Downton Abbey composer John Lunn talks with Score host Jon Burlingame before performing works from the show with the orchestra.
Once showrunners hire composers, says acclaimed music-maker Sean Callery, the showrunners create sandboxes for them to play in: "They say, ‘Go out and explore, go find a sound for the show.’”
On May 21, a packed house at UCLA Royce Hall was treated to some of that sandbox play when the Television Academy presented Score! A Concert Celebrating Music Composed for Television.
Television Academy members and guests witnessed first-time symphonic performances of works by accomplished composers Sean Callery, Alf Clausen, Jeff Beal, Wendy Melvoin and Lisa Coleman, John Lunn, Walter Murphy, James S. Levine and Bear McCreary, Trevor Morris, Ramin Djawadi and Mark Snow.
Actor Tim Daly presented Snow — who happens to be Daly's brother-in-law — with the Music Peer Group Career Achievement Award, in recognition of the composer's prolific and diverse 30-year career. The composer then conducted suites from Millennium and The X-Files.
Unlike previous Academy television music concerts, notably two at the Hollywood Bowl, the show focused almost entirely on current or recent program music, spotlighting suites created by composers especially for the concert.
An opening video of theme-music clips from nearly 90 classic TV shows led seamlessly into a live medley of main titles from 24 contemporary series.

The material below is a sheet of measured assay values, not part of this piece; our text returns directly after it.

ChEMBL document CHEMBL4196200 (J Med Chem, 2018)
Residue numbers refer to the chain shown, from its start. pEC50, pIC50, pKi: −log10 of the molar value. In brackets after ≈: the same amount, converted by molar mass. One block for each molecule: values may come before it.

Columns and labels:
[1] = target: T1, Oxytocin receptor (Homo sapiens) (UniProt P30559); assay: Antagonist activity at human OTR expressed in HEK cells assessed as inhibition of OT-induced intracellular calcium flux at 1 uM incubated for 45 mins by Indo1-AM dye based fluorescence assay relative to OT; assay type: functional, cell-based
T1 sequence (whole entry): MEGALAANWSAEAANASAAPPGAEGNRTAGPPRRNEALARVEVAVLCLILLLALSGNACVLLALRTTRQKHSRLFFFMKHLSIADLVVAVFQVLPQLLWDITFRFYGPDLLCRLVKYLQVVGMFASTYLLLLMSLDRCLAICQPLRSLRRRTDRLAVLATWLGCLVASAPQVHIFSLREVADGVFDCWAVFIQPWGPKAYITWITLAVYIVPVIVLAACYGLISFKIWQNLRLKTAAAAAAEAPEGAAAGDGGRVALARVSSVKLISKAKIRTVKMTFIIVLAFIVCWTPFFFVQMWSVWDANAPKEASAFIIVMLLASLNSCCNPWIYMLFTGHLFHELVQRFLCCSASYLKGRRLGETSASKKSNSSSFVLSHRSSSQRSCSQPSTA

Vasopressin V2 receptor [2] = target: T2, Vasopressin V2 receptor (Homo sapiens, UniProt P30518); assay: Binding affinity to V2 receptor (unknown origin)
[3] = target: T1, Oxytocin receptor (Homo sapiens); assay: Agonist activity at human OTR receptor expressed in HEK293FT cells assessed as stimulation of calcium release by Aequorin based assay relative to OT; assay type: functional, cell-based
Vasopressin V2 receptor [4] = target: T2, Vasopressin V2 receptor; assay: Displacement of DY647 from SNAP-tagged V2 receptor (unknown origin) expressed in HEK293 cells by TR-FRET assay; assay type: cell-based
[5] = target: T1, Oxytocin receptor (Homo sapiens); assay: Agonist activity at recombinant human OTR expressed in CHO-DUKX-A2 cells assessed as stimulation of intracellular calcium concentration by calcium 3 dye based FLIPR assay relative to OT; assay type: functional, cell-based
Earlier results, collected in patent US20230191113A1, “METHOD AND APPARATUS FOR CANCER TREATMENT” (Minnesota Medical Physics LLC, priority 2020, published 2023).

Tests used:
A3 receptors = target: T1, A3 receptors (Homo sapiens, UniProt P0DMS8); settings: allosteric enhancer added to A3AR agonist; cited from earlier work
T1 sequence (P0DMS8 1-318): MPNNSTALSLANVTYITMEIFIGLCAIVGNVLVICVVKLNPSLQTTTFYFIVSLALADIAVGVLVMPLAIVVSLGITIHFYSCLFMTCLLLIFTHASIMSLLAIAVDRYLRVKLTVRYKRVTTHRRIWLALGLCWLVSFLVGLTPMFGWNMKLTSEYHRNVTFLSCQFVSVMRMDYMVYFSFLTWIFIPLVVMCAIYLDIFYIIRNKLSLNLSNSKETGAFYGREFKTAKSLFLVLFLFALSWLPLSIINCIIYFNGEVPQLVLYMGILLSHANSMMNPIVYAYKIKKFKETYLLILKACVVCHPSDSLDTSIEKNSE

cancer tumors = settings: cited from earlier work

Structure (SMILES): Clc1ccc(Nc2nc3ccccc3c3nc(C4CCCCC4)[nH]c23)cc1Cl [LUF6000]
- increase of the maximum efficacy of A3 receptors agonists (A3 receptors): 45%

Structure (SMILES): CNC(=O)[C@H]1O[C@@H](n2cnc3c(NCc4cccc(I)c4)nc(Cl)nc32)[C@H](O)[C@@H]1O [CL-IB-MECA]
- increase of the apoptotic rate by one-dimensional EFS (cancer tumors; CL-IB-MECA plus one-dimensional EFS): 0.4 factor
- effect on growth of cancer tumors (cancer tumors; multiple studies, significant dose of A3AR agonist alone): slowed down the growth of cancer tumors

Arranged and conducted by 6-time Emmy winner Mark Watters, the medley included Game of Thrones, Mad Men, Copper, The Amazing Race, Survivor, The Americans, Modern Family and Veep and was punctuated by cheers and applause from the audience.
Among Score's other highlights, a surprise band of zombies emerged from the audience, attacked Walking Dead composer McCreary onstage as he was conducting his suite, then dragged him screaming offstage. And a rousing sword fight broke out between medieval-costumed warriors as Djawadi delivered a regal rendition of his Game of Thrones work.
Host Jon Burlingame noted that quick sellout of this event indicates a deeper reverance for television music than many would have guessed exists.
"Music for television is not just ‘background,’ or ‘underscore,’ as it's often referred to," he said, "but rather an integral part of the storytelling experience, a critical factor in creating mood, setting the pace, reminding us of the place and the people and most of all, conveying the emotion that is ultimately the reason we keep tuning in.”
Ian Fraser and Michael A. Levine are the music peer group governors. Levine, Watters and Lucas Cantor served as executive producers for Score. Spike Jones, Jr. produced and directed.From the Red Carpet: Composers Reveal Their Favorite TV Themes from Childhood